Acids have H+ and donate them, they have the smaller numbers 0-6.9, they turn litmus red, and have sour tastes.
Bases have OH- and want H+ to make water, they have Bigger numbers, they have a pH between 7.1 and 14, they turn litmus Blue, and they taste Bitter.
If you mix an acid and a base together, then there is a neutralization reaction. A neutralization reaction is also a double replacement reaction. In neutralization, the acid and base combine to form a water and a salt. The water and the salt are neutral (hence the name).
pH measures the concentration or molarity of H (Hydrogen ions) in a solution. That's why the H is capitalized.
pH + pOH = 14. So if you have the pH, it is easy to get the pOH... just subtract from 14. There are some fun interactives for acids and bases linked at the bottom of this webpage. Check out the Alien Juice Bar.
If you were absent for the Physical versus Chemical lab, you can make up the majority of it by following the link below and watching YouTube videos of the experiments. You can also just check them out because they are cool.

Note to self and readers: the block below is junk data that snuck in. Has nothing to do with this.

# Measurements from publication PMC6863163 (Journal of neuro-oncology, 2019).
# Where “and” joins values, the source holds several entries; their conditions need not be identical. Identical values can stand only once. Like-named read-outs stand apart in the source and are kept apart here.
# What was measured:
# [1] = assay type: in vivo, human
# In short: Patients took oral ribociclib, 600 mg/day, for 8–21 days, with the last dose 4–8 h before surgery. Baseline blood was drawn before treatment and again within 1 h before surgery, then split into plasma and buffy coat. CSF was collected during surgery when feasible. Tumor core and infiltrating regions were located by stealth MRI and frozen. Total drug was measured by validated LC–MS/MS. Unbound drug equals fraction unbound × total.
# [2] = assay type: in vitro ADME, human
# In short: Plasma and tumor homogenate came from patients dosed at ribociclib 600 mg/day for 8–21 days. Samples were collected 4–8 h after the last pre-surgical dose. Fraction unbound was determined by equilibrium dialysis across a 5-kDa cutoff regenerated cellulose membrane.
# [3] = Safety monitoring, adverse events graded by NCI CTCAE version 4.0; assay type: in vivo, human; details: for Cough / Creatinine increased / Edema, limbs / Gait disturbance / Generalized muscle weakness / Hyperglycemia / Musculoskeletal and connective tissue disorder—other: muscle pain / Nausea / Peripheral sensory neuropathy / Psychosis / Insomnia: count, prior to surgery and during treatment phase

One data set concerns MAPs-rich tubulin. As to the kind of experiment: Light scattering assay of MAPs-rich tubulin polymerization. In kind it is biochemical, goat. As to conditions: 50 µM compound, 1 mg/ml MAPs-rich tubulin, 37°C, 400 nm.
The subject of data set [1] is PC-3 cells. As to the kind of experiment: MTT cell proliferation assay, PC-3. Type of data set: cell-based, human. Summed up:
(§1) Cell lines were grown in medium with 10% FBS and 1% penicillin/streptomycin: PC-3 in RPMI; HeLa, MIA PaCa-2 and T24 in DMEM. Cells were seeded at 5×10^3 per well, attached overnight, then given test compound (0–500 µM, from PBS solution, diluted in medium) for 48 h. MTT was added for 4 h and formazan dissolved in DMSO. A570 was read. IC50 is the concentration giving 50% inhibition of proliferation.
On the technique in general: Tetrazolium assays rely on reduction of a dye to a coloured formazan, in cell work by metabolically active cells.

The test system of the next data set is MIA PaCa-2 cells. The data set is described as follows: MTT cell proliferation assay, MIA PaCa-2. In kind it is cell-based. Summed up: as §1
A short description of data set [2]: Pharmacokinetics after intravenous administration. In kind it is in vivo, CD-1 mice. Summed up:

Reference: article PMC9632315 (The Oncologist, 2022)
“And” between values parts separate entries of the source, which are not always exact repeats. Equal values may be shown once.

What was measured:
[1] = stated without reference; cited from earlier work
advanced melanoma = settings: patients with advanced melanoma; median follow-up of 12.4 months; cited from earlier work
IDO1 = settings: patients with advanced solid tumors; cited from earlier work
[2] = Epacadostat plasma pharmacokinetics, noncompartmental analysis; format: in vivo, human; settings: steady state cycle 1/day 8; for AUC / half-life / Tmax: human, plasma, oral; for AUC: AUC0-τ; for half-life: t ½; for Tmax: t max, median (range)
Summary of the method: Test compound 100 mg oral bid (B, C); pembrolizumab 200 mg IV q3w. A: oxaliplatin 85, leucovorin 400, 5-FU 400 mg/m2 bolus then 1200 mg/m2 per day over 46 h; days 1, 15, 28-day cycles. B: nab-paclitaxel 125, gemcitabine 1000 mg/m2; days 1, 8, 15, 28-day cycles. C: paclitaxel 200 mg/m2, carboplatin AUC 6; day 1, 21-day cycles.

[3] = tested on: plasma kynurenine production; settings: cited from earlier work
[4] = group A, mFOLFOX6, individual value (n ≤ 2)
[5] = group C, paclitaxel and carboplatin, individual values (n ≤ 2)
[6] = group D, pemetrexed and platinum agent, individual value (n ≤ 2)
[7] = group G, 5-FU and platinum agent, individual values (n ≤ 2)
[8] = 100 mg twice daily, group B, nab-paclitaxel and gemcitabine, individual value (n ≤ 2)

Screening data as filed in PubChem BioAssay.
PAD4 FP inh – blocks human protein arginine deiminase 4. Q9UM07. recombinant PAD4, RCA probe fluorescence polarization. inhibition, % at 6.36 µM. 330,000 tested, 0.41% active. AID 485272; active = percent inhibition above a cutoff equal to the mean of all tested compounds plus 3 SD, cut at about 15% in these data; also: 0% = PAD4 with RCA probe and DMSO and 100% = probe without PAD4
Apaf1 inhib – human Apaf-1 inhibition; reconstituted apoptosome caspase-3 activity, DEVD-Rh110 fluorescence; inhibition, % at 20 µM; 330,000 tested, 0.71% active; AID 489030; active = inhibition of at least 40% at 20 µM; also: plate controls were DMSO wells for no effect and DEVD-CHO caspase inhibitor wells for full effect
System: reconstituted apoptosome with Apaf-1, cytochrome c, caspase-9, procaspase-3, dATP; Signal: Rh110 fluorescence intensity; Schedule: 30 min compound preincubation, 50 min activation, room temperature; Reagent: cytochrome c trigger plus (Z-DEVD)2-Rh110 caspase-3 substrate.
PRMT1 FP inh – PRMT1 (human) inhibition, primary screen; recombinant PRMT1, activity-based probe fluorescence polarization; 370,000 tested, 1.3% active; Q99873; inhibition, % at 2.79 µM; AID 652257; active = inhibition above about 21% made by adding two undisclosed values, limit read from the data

Open a link in a new tab. In the blue box, look for "Play Games" and "Scatter." You will then need to drag the names to the correct formula. If it disappears, you matched it correctly. Play each set a couple of times until you get really good. You can also use these as flashcards and make up and take tests.
Click on the rice above to test your knowledge of the Periodic Table while earning rice for the United Nations World Food Program. You can also test your knowledge of vocabulary as an excellent SAT prep.